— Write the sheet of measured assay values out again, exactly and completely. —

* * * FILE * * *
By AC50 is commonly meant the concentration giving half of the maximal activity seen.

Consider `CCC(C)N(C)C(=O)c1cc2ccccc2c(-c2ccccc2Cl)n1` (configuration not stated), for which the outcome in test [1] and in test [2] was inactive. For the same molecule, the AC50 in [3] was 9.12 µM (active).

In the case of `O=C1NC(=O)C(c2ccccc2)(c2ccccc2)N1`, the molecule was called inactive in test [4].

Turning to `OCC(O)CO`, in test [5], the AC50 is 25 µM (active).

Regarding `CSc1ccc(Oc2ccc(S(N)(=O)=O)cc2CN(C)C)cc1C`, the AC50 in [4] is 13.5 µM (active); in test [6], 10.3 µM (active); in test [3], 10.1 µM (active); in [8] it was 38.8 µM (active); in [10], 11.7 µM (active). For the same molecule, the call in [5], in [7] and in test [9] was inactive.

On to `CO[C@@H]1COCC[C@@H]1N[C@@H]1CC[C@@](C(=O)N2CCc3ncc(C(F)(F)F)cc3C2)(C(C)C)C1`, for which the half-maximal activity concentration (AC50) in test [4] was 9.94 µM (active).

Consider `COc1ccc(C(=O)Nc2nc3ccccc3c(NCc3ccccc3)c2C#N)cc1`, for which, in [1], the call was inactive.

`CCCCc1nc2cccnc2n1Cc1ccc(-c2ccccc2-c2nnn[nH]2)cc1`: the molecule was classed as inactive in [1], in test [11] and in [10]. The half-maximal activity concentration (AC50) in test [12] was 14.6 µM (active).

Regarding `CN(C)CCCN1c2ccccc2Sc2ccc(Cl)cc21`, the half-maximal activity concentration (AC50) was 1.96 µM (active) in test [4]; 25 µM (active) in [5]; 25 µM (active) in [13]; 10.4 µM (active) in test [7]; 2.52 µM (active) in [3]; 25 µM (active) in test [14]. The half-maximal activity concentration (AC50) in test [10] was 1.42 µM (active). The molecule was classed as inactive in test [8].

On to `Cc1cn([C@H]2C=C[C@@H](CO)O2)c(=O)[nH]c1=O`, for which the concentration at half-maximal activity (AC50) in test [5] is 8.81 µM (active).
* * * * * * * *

By AC50 is commonly meant the concentration giving half of the maximal activity seen.

Consider `CCC(C)N(C)C(=O)c1cc2ccccc2c(-c2ccccc2Cl)n1` (configuration not stated), for which the outcome in test [1] and in test [2] was inactive. For the same molecule, the AC50 in [3] was 9.12 µM (active).

In the case of `O=C1NC(=O)C(c2ccccc2)(c2ccccc2)N1`, the molecule was called inactive in test [4].

Turning to `OCC(O)CO`, in test [5], the AC50 is 25 µM (active).

Regarding `CSc1ccc(Oc2ccc(S(N)(=O)=O)cc2CN(C)C)cc1C`, the AC50 in [4] is 13.5 µM (active); in test [6], 10.3 µM (active); in test [3], 10.1 µM (active); in [8] it was 38.8 µM (active); in [10], 11.7 µM (active). For the same molecule, the call in [5], in [7] and in test [9] was inactive.

On to `CO[C@@H]1COCC[C@@H]1N[C@@H]1CC[C@@](C(=O)N2CCc3ncc(C(F)(F)F)cc3C2)(C(C)C)C1`, for which the half-maximal activity concentration (AC50) in test [4] was 9.94 µM (active).

Consider `COc1ccc(C(=O)Nc2nc3ccccc3c(NCc3ccccc3)c2C#N)cc1`, for which, in [1], the call was inactive.

`CCCCc1nc2cccnc2n1Cc1ccc(-c2ccccc2-c2nnn[nH]2)cc1`: the molecule was classed as inactive in [1], in test [11] and in [10]. The half-maximal activity concentration (AC50) in test [12] was 14.6 µM (active).

Regarding `CN(C)CCCN1c2ccccc2Sc2ccc(Cl)cc21`, the half-maximal activity concentration (AC50) was 1.96 µM (active) in test [4]; 25 µM (active) in [5]; 25 µM (active) in [13]; 10.4 µM (active) in test [7]; 2.52 µM (active) in [3]; 25 µM (active) in test [14]. The half-maximal activity concentration (AC50) in test [10] was 1.42 µM (active). The molecule was classed as inactive in test [8].

On to `Cc1cn([C@H]2C=C[C@@H](CO)O2)c(=O)[nH]c1=O`, for which the concentration at half-maximal activity (AC50) in test [5] is 8.81 µM (active).